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Meghan Smith, ACLU of Connecticut, 860-992-7645, msmith@acluct.org
ACLU National, 212-549-2666, media@aclu.org

August 28, 2017

Town of Cromwell Forced Pregnant Police Officer Onto Unpaid Leave

HARTFORD  – The American Civil Liberties Union and the American Civil Liberties Union of Connecticut today filed a pregnancy discrimination charge against the town of Cromwell, Connecticut on behalf of police officer Sarah Alicea. The complaint was filed with the U.S. Equal Employment Opportunity Commission (EEOC) and the Connecticut Commission on Human Rights and Opportunities (CHRO). It alleges that Cromwell violated Alicea’s rights under federal and Connecticut law when the Town refused to temporarily modify Alicea’s job duties, and instead forced her to take unpaid leave for the last four months of her pregnancy.

“As a woman in law enforcement, I have become accustomed to being the minority, but one thing that I did not anticipate was the unfair treatment I endured just because I decided to become a mother,” said Alicea. “After my husband and I learned that we were expecting our first child, we were ecstatic. Our excitement soon turned into anger and frustration at how my department and the Town of Cromwell treated me. This roller coaster of emotions and uncertainty has added an enormous amount of stress to what should be the happiest time in my life.”

Previously a police officer in New London, Alicea has worked for four years in the Cromwell department as a patrol officer and, and during the academic year serves as a school resource officer. Her husband is a combat-wounded veteran and Alicea is her family’s primary breadwinner. When she notified the Cromwell police chief and town manager of her pregnancy and the physical restrictions imposed by her doctor, the Town refused to discuss a temporary alternative job assignment, and instead forced Alicea to take immediate leave without pay. In contrast, the Town assures that officers injured on the job who are not able to perform their usual duties still receive their full salaries.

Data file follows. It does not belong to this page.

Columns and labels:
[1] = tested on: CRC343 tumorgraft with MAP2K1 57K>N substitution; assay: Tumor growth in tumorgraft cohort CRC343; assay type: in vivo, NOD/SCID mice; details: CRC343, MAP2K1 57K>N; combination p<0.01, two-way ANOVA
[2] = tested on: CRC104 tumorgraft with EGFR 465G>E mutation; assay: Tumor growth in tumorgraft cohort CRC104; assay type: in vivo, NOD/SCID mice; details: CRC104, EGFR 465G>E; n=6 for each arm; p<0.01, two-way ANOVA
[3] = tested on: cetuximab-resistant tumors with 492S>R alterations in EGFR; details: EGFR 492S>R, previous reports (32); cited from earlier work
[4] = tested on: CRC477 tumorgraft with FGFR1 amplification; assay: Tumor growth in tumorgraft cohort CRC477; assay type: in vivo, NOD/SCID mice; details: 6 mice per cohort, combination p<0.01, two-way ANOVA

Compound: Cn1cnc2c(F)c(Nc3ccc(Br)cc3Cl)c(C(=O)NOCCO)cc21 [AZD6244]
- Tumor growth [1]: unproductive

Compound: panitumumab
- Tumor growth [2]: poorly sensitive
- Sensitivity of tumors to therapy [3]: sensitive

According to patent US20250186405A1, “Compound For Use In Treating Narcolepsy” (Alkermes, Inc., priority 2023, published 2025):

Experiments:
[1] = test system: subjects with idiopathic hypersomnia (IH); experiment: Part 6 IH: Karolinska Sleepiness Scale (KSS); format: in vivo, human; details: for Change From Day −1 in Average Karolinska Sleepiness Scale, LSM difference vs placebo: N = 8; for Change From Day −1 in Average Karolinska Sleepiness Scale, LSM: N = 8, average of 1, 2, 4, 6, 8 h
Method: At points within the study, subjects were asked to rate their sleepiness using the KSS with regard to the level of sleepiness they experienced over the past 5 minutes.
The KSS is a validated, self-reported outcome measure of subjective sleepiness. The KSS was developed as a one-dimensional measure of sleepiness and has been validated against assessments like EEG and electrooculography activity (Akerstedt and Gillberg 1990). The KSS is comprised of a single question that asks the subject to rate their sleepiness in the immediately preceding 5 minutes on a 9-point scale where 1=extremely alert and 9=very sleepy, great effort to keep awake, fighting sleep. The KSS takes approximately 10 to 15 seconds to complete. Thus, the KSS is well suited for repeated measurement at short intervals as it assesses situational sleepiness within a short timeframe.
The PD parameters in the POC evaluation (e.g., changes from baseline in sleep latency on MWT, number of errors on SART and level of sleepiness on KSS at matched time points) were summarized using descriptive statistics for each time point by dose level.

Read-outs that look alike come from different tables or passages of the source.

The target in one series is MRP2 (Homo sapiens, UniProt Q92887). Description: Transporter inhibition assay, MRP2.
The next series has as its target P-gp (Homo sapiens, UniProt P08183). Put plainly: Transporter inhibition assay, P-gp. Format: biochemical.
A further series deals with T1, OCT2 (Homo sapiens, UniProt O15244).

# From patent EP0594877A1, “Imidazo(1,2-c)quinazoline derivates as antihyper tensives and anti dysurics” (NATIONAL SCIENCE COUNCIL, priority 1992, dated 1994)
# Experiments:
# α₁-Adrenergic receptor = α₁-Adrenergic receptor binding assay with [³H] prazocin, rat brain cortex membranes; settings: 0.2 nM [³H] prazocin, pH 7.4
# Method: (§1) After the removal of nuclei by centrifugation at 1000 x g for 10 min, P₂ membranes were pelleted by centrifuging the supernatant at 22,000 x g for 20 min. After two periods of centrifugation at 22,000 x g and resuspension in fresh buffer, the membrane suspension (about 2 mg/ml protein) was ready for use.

“We are disappointed that Cromwell’s management hasn’t stepped out of the 1950s and into the 21st century,” said Dan Barrett, legal director for the ACLU of Connecticut and an attorney on the case. “Cromwell clearly violated state and federal anti-discrimination laws by denying Sarah her paycheck  while she was pregnant. A woman’s employer should never discriminate against her for choosing to grow or start a family.”

Federal law requires covered employers, including public employers such as police departments, to treat pregnant workers the same way they treat other workers who are “similar in their ability or inability to work,” while Connecticut law goes even further, requiring employers to “make a reasonable effort to transfer a pregnant employee to any suitable temporary position which may be available.” Alicea proposed numerous law enforcement duties she could have performed safely while pregnant, but the Town rejected those alternatives.

“This case, in addition to seeking justice for Officer Alicea, is fundamentally about a woman’s right to equally participate in society,” said Gillian Thomas, senior staff attorney with the ACLU’s Women’s Rights Project. “If having a baby means losing a paycheck, the playing field will never be even.”

The ACLU has previously succeeded in similar pregnancy discrimination cases, including a federal jury’s verdict against a Suffolk County, New York police department in 2006, finding the department discriminated against women officers by denying them access to limited duty positions, like working the precinct desk, during their pregnancies; and a settlement in 2013 of its complaint against the Wallingford, Connecticut police department on behalf of police officer Annie Balcastro, whom the department denied a “light duty” assignment while she was pregnant.

A copy of the charge filed with the United States Equal Employment Opportunity Commission is available here.

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